Public comments on the plan are being accepted through September 18, 2015. A Public Meeting on the Draft UMP will be held August 20th in Plattsburgh. Continue reading

America’s Oldest Eastern Cottonwood Cut Down Near Newburgh


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Balmville Tree Newburgh Being Cut DownThe NYS Department of Environmental Conservation (DEC) has cut down the Balmville Tree, a historic and unusually large Eastern Cottonwood tree that has been growing since before 1699 in Balmville, a hamlet in Town of Newburgh, Orange County. The tree sat at the intersection of River Road, Commonwealth Avenue and Balmville Road at a place commonly known as the Balmville Tree Circle. It was believed to be the oldest eastern cottonwood tree in America.

DEC issued a statement to the press saying the tree was deemed “an immediate threat to passing traffic” by DEC and Newburgh officials, “due to its deteriorated condition and a greatly expanded crack”.  The statement said DEC consulted with a professional arborist who inspected the tree and found it to be an extremely high risk to public safety and recommended removal. Continue reading

Lisa Amati Appointed New York State Paleontologist


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Lisa AmatiThe New York State Board of Regents has appointed Dr. Lisa Amati as New York State Paleontologist.

As State Paleontologist, Dr. Amati is responsible for curating the New York State Museum’s paleontology collection, conducting paleontological field and laboratory research, overseeing the development of research grants and participating in the development of public and educational programs. Continue reading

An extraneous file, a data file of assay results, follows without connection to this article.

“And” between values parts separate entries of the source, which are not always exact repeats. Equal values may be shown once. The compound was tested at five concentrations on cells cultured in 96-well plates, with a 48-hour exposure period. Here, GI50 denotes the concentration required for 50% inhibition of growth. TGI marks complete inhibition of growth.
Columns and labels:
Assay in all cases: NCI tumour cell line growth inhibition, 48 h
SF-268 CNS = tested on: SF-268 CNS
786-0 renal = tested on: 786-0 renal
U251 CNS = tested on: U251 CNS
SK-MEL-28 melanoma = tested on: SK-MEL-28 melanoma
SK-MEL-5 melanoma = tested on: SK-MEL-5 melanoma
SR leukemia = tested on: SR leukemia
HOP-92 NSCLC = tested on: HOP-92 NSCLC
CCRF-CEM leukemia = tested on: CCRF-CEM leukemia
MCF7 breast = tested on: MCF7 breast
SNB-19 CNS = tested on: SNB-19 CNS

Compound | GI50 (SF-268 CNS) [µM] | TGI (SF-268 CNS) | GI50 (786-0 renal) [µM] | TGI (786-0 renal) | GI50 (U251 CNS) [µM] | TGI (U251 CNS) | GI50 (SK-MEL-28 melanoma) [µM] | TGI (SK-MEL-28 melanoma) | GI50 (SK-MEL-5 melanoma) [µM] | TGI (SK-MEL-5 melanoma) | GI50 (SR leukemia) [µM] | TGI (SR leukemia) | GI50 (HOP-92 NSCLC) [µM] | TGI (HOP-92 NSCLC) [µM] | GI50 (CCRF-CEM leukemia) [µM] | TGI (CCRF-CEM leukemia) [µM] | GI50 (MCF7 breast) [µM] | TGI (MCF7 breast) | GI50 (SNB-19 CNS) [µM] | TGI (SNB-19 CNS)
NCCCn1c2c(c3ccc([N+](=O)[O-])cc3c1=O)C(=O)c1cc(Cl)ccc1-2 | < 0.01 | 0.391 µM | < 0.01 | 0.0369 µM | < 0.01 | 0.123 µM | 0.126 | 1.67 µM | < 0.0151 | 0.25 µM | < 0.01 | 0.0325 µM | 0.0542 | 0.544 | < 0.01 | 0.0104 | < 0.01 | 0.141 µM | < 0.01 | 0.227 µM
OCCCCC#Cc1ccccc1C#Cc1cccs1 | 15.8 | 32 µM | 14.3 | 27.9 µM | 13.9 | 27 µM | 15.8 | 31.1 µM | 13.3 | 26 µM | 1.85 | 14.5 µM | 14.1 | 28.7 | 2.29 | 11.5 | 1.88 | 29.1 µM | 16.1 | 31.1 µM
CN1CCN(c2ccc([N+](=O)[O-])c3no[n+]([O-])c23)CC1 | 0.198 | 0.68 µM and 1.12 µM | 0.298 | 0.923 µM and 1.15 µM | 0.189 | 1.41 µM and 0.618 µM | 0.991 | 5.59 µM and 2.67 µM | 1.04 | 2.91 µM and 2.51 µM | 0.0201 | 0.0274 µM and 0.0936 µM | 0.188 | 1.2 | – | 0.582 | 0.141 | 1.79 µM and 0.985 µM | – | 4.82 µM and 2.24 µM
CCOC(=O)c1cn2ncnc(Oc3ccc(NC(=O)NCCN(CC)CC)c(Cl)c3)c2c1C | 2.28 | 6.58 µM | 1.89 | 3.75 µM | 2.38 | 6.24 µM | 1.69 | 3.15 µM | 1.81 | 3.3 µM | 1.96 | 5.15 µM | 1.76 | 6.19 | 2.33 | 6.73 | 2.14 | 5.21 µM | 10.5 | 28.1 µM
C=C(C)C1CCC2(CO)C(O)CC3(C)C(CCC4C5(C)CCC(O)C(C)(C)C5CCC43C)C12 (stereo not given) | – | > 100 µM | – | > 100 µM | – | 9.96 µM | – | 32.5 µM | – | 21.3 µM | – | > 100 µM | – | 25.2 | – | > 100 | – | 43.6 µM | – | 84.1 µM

New Catskills Interpretive Center Opened


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Catskills Interpretive CenterThe Department of Environmental Conservation Commissioner has officially opened the Maurice D. Hinchey Catskill Interpretive Center on Route 28 in the Hamlet of Mt. Tremper, Town of Shandaken, Ulster County, which is expected to serve as a gateway for visitors to Catskills Forest Preserve to learn about the area’s outdoor recreation opportunities, its ecology, and according to a press release, its history. Continue reading

Peconic Bay: History on Long Island


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peconic bayBordered on the south by the Atlantic Ocean and on the north by Long Island Sound, the Peconic Bay region, including the North and South Forks, has only recently been recognized for its environmental and economic significance. The story of the waterway and its contiguous land masses is one of farmers and fishermen, sailing vessels and submarines, wealthy elite residents, and award winning vineyards.

Peconic Bay: Four Centuries of History on Long Island’s North and South Forks (Syracuse Univ. Press, 2015) examines the past 400 years of the region’s history, tracing the growth of the fishing industry, the rise of tourism, and the impact of a military presence in the wake of September 11. Continue reading